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After months of development, we’ve just released WPML 3.5. This version focuses on String Translation, improving performance and adding few features. WPML 3.5 also handles a few compatibility issues with WordPress 4.6.

Compatible with WordPress 4.6

WordPress 4.6 is almost ready (due tomorrow morning). This update of WPML includes a number of changes to support WordPress 4.6. Before you upgrade WordPress, be sure to upgrade WPML and all its add-ons. Like we recommend in every WordPress release, you should update with caution. We always test first on a staging site, review the site and see that nothing is broken, check the PHP error log and see that it’s clean and then update. Before updating the production site (even after we’ve tested on a staging site), we prepare a complete backup.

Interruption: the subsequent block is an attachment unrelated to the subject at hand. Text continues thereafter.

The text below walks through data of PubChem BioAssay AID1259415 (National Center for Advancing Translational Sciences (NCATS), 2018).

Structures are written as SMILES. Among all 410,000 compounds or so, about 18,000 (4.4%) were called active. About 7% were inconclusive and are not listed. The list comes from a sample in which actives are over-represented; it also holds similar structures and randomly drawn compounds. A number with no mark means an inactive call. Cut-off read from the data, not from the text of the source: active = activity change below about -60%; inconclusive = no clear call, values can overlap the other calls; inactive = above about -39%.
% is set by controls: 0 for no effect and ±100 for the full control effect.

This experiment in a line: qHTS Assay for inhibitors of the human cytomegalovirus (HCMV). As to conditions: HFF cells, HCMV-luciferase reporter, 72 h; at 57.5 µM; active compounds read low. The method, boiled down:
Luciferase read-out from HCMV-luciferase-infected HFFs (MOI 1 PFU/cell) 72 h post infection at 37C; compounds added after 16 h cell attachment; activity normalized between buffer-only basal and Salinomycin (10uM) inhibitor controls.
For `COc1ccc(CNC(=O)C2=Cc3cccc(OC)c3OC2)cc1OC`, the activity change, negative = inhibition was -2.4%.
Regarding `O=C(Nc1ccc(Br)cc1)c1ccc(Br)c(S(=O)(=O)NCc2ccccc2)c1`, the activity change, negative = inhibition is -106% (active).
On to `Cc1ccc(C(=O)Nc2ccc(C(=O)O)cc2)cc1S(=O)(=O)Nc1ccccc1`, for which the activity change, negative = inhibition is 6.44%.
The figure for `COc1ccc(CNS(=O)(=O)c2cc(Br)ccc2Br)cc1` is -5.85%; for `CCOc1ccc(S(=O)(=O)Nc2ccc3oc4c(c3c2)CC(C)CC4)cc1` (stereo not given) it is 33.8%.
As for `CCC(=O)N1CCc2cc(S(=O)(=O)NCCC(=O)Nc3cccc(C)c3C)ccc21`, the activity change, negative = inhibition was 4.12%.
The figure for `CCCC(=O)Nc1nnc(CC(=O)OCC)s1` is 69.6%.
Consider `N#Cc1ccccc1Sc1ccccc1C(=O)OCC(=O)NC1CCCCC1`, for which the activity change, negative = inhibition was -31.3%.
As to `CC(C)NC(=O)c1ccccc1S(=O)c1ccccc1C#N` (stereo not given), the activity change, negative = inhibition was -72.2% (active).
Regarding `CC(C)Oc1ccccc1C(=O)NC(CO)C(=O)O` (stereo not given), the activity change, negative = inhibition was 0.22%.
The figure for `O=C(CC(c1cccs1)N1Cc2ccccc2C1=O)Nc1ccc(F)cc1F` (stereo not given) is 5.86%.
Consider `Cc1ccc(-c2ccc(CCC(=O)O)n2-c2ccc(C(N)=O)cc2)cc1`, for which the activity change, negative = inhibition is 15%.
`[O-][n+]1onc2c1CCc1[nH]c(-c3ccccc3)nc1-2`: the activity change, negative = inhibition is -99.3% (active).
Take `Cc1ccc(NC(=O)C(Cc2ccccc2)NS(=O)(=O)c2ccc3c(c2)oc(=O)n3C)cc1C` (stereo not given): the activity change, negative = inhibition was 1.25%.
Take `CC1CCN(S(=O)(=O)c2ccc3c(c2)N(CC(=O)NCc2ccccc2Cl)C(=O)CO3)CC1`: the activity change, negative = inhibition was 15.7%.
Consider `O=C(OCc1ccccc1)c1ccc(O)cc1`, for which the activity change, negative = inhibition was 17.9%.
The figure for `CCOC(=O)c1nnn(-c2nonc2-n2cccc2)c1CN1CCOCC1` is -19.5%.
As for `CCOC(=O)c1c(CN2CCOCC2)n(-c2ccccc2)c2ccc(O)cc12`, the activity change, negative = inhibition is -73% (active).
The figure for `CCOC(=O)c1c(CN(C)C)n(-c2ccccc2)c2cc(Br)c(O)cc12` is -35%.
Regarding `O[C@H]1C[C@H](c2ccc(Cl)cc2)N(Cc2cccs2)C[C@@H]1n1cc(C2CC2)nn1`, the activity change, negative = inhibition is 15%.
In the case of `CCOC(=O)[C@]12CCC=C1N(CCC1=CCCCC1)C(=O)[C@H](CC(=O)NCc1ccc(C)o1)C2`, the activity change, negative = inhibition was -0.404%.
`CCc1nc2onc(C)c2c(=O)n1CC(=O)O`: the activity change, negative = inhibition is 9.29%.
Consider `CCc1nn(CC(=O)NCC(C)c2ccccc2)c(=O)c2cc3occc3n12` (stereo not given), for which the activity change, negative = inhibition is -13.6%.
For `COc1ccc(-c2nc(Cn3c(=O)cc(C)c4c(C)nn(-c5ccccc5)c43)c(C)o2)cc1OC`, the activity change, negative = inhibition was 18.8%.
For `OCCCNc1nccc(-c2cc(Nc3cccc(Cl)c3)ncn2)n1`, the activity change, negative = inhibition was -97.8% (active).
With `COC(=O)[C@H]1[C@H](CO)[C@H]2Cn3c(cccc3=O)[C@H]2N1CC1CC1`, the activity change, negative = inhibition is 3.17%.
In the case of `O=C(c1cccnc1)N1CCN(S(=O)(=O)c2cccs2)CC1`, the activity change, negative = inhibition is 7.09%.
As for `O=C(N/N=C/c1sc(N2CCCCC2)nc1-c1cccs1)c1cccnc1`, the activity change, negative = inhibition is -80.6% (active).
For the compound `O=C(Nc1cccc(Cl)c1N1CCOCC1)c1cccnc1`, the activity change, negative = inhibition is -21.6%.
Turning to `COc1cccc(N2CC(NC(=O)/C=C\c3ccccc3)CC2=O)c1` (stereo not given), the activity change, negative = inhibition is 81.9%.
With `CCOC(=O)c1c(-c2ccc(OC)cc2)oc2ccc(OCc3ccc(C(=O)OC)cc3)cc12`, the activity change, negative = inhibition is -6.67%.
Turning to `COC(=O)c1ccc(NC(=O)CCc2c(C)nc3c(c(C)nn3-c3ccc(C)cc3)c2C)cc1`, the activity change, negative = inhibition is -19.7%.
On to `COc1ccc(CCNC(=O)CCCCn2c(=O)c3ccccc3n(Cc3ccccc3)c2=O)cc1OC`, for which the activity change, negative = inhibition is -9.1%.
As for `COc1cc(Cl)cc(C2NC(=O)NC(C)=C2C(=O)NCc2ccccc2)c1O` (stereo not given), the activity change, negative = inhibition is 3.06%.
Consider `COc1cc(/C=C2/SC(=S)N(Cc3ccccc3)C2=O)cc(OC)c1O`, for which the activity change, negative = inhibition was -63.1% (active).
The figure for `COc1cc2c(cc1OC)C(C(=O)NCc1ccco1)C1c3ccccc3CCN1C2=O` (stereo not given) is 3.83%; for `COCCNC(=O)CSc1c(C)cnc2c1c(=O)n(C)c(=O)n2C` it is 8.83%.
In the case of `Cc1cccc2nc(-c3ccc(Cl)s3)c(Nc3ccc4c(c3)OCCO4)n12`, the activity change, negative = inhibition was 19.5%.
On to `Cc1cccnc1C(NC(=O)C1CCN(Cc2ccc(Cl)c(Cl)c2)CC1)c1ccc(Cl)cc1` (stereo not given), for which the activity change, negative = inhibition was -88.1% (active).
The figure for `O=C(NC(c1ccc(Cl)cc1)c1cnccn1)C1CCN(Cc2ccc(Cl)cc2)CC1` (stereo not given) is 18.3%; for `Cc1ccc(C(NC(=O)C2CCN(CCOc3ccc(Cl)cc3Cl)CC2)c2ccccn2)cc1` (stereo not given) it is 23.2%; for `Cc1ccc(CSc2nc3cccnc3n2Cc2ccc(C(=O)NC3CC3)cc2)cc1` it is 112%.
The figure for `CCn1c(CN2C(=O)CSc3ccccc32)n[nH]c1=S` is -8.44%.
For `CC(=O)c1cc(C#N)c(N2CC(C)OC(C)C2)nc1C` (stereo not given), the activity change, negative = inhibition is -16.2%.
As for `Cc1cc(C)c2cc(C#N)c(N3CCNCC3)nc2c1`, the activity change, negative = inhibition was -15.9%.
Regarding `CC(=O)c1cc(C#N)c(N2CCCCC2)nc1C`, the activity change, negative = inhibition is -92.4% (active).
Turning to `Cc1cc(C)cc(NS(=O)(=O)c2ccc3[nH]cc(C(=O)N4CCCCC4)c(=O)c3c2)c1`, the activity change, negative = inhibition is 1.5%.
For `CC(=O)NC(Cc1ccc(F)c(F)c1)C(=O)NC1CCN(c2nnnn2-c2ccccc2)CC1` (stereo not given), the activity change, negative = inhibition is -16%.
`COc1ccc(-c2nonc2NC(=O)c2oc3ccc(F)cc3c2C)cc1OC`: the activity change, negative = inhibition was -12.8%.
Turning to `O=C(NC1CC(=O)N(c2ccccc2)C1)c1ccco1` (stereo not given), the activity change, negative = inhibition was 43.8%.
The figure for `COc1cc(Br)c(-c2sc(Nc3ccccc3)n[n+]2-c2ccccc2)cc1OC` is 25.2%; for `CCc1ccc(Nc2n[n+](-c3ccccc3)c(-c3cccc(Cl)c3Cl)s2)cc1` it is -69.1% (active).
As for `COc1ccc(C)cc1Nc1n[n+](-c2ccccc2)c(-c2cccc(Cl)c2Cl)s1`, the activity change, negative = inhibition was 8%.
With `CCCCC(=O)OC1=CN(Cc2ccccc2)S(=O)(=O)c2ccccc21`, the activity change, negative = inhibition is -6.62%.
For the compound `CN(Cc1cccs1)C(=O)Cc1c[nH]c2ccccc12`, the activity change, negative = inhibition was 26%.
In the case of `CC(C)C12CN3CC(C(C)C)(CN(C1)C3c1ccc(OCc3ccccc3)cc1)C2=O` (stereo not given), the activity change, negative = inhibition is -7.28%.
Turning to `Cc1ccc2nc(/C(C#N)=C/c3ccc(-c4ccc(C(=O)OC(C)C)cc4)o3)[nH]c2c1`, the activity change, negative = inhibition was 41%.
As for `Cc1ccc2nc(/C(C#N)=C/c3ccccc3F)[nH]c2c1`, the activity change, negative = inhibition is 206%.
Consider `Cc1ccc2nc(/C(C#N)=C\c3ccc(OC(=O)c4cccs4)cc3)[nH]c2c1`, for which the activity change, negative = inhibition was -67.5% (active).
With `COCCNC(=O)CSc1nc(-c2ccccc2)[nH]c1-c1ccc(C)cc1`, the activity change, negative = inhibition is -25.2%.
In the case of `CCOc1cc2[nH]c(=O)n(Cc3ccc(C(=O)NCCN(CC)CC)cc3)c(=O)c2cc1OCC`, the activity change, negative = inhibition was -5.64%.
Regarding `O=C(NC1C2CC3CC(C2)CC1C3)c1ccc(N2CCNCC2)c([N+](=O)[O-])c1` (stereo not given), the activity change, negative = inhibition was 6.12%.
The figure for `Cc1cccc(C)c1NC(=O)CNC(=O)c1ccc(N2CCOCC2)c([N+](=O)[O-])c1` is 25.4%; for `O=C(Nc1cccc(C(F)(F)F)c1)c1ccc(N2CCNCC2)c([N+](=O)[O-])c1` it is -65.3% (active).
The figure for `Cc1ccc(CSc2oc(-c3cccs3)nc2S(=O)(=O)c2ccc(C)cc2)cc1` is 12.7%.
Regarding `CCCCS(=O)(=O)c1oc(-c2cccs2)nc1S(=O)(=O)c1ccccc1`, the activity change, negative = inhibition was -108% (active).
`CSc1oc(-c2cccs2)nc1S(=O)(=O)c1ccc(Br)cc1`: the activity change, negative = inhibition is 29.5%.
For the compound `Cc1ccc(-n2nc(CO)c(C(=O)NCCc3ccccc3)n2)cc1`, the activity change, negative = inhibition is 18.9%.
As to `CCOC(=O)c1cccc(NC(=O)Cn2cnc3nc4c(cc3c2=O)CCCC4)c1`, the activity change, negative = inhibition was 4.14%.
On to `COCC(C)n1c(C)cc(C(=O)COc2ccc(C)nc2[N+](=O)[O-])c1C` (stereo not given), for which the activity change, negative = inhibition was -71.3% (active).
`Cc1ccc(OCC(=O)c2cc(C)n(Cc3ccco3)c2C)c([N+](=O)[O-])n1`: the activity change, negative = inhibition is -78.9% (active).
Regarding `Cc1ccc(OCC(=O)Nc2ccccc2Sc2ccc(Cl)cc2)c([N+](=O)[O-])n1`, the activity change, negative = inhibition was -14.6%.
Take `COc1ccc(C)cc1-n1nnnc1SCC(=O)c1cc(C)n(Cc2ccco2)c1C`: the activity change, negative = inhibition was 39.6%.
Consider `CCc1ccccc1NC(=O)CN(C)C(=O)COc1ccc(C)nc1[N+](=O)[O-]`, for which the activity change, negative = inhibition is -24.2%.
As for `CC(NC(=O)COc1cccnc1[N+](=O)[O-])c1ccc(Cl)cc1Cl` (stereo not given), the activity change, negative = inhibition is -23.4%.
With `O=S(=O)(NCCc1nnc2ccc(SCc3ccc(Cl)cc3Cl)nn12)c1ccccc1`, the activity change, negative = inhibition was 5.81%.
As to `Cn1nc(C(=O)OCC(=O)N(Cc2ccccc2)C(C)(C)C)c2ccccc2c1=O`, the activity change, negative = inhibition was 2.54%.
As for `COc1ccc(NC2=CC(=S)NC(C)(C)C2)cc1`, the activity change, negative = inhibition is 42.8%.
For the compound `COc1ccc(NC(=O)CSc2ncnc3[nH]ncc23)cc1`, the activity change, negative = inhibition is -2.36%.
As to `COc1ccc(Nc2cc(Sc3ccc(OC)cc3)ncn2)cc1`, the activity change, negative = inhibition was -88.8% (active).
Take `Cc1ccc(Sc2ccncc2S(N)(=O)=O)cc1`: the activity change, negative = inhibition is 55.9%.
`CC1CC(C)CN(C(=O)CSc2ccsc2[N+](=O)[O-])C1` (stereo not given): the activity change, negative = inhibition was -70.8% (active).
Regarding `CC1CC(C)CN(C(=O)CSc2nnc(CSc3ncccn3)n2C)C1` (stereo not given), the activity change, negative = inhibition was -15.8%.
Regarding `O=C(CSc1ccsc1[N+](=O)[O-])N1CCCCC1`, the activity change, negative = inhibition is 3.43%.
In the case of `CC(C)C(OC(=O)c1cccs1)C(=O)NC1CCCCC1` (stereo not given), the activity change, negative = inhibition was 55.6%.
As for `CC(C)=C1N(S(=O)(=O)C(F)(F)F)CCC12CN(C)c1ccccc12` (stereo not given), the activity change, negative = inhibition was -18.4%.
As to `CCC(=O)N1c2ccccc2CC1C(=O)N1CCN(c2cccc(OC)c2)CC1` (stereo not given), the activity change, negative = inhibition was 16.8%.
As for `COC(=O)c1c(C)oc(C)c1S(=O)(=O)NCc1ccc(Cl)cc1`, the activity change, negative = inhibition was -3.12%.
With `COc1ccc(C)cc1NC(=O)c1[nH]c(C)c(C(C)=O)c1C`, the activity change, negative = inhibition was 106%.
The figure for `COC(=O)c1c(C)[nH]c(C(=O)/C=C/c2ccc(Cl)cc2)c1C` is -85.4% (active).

Usually, we never need to use that backup. However, in the very rare cases when it’s needed, having this backup will prove to be a good idea.

String Translation improvements

Average load changes for String Translation, between WPML 3.4 and WPML 3.5
Average load changes for String Translation, between WPML 3.4 and WPML 3.5
We introduced the changes to String Translation in the WPML 3.5 beta announcement blog post. Since the betas, we’ve made more performance improvements to String Translation in the admin and front-end. The overall performance improvement numbers depend on your content, the theme, other plugins and PHP version.

The graph on the right looks very promising, but please keep in mind WHAT we’re showing there. These are the numbers for String Translation only. Of course, a real site has more running than WPML String Translation. On our production site, the overall improvement is about 5% in CPU and 10% in memory. From that, you can see the part that String Translation was responsible for. We’re also running PHP 7.